Researchers have recently been studying the benefits of Omega-3 intakes on cancer prevention. Promising data from some studies has shown a reduced risk of colon cancer with increased Omega-3 intakes. Other studies on breast and prostate cancer have more mixed results.[17]

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10. Reduced Risk of Mental Health Disorders

Omega-3 fatty acids are extremely important in brain development. Given this information, researchers have been looking into the association between Omega-3 intakes and mental health disorders. In one study, Omega-3 fatty acid supplementation reduced the risk of progression to a psychiatric disorder in individuals who were already at risk of developing one.[18]

Additional studies found that, in those individuals who already had Bipolar Disorder or Tardive Dyskinesia, supplementation with Omega-3 fatty acids reduced symptoms. This was also the case for individuals with Schizophrenia when supplemented with EPA specifically.[19]

In 2017, according to the National Institute of Mental Health, 7.1% of all adults in the United States had at least one major depressive episode.[20] One study published in the Journal of Clinical Psychology found that individuals with depression had lower levels of Omega-3 fatty acids. Additionally, multiple studies found that intakes of Omega-3 fatty acids may improve symptoms of depression in the short term.[21][22]

11. Improvement in Infant Brain Health

Another significant Omega-3 benefit is that it improves infant brain health. One of the three types of Omega-3 fatty acids, DHA, is known to be important in the development of the nervous system. During pregnancy, the fetus relies on the mother’s supply of DHA for brain development.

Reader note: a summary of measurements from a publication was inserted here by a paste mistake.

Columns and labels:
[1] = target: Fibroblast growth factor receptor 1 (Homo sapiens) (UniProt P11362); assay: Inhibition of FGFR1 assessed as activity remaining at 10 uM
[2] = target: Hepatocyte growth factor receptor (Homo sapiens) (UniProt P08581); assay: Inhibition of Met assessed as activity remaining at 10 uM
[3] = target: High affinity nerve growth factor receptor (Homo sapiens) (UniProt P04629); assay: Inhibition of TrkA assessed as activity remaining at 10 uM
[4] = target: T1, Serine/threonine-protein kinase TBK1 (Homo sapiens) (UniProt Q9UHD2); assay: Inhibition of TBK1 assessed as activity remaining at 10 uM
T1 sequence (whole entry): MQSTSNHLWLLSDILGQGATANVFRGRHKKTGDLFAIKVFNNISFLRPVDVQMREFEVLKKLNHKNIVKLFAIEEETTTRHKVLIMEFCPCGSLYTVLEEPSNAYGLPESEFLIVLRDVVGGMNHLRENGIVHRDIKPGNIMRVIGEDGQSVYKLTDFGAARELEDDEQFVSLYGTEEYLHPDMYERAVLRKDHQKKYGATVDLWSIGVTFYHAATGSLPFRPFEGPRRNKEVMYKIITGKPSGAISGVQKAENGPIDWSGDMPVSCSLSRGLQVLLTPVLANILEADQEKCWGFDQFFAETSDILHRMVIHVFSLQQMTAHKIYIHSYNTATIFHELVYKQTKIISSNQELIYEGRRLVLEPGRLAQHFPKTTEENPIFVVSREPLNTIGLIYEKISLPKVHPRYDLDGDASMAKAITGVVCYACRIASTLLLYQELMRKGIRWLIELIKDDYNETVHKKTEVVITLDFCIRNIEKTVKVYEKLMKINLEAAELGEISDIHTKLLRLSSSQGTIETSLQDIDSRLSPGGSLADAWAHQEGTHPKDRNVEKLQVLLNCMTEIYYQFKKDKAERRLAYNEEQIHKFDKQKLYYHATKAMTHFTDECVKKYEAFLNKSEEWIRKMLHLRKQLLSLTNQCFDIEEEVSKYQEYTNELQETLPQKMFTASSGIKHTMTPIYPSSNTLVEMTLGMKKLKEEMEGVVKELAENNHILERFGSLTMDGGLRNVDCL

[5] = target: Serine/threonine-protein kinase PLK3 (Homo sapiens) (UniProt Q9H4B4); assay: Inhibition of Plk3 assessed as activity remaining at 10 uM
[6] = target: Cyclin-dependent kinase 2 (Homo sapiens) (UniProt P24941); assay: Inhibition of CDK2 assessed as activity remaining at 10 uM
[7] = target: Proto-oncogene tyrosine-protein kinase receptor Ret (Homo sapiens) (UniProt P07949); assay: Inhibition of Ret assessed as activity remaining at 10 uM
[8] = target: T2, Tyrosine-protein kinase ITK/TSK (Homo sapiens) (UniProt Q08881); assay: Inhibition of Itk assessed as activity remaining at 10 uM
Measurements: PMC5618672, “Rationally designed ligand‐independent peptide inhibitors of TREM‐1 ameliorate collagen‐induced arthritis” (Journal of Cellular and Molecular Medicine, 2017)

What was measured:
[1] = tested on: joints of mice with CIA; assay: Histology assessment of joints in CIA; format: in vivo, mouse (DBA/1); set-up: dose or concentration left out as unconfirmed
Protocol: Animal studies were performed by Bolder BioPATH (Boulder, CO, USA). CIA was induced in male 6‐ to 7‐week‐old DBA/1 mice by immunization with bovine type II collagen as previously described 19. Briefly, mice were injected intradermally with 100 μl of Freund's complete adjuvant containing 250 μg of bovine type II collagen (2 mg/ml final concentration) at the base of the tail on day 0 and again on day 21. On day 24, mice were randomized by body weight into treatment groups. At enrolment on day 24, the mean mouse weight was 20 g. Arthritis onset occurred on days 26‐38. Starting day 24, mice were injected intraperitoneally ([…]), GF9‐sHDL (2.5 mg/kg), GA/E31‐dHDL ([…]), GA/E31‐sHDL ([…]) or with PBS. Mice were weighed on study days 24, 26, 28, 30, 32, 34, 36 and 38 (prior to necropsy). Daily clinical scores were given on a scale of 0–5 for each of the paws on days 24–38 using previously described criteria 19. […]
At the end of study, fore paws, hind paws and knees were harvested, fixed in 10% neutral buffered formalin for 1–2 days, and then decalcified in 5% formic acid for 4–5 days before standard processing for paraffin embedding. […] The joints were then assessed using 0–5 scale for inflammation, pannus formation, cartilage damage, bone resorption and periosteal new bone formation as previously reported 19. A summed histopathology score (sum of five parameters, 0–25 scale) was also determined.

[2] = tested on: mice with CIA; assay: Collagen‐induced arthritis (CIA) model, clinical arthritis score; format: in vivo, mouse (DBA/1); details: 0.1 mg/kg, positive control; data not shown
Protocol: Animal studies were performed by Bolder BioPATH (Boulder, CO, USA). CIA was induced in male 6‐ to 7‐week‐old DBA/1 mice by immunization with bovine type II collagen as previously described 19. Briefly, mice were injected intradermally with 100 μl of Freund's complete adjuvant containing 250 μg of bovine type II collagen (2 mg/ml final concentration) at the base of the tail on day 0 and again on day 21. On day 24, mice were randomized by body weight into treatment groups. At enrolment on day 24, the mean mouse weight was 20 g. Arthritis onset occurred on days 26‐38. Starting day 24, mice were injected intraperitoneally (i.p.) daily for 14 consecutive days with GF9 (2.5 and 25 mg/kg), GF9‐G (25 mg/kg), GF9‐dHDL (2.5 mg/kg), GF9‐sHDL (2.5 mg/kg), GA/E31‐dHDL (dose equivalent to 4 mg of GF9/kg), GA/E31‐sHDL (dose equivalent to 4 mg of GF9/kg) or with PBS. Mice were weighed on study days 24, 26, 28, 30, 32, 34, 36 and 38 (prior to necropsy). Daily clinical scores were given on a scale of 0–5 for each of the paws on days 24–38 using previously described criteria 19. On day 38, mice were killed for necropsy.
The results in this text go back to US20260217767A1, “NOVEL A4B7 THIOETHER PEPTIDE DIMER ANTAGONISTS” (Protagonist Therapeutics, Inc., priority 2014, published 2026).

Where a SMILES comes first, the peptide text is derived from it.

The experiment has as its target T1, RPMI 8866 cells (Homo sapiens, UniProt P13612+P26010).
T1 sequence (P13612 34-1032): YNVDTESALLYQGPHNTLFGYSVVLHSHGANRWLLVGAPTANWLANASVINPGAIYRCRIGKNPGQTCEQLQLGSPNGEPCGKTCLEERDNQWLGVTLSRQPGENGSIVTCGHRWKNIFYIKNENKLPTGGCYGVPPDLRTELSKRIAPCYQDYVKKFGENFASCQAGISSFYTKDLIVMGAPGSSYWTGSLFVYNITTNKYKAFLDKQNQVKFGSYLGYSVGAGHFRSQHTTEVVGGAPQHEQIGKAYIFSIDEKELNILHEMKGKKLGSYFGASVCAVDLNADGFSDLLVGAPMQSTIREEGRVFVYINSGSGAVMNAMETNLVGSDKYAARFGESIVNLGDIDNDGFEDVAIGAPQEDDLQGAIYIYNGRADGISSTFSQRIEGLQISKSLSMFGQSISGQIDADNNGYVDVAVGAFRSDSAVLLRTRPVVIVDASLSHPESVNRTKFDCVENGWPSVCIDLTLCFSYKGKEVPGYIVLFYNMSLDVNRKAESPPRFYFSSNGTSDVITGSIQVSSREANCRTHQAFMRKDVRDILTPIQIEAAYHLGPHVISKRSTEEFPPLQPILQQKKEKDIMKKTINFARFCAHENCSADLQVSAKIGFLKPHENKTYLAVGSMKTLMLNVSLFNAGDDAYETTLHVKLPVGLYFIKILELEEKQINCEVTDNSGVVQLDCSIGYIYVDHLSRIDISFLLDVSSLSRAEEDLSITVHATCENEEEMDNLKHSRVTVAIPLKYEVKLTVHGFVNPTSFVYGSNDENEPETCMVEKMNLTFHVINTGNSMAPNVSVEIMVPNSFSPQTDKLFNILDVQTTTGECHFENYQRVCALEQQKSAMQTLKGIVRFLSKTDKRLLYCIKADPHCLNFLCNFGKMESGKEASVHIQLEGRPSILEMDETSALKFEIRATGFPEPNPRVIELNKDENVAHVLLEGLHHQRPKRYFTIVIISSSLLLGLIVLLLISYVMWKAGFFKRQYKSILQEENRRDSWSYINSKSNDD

Studies show that DHA supplementation during pregnancy has been shown to promote higher intelligence in the early years of a baby’s life. A mother eating enough DHA is, therefore, extremely important for the brain development of the child.[23]

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12. Reduced Risk of Diabetes

According to a study published in 2020, 15 people out of every 1,000 across the world have type I diabetes.[24] As a disease that is both difficult to manage and costly, it’s important for those who are pregnant to evaluate their diet to prevent their newborn from developing this disease. One change expecting mothers may want to make is adding more canola oil or salmon. Studies showed that increased intakes of Omega-3s in the first year of life led to decreased risk of type 1 diabetes.[25]